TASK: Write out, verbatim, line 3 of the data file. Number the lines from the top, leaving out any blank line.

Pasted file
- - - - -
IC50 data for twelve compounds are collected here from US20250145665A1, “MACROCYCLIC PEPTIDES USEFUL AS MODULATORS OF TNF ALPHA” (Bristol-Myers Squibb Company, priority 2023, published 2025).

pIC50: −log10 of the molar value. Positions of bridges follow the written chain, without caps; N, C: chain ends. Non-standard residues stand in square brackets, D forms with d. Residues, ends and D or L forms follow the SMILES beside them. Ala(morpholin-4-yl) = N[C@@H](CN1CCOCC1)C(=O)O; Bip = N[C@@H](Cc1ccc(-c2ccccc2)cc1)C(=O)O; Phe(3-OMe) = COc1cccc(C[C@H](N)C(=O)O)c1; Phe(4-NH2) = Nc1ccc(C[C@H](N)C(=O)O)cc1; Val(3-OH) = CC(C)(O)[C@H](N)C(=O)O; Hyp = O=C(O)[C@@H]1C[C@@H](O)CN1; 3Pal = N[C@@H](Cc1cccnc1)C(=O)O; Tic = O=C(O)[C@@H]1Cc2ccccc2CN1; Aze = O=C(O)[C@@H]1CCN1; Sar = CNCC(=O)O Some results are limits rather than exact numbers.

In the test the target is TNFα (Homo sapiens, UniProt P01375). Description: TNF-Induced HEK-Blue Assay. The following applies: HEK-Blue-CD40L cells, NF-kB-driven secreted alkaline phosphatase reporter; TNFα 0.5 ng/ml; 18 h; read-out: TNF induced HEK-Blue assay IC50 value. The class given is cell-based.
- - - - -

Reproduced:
In the test the target is TNFα (Homo sapiens, UniProt P01375). Description: TNF-Induced HEK-Blue Assay. The following applies: HEK-Blue-CD40L cells, NF-kB-driven secreted alkaline phosphatase reporter; TNFα 0.5 ng/ml; 18 h; read-out: TNF induced HEK-Blue assay IC50 value. The class given is cell-based.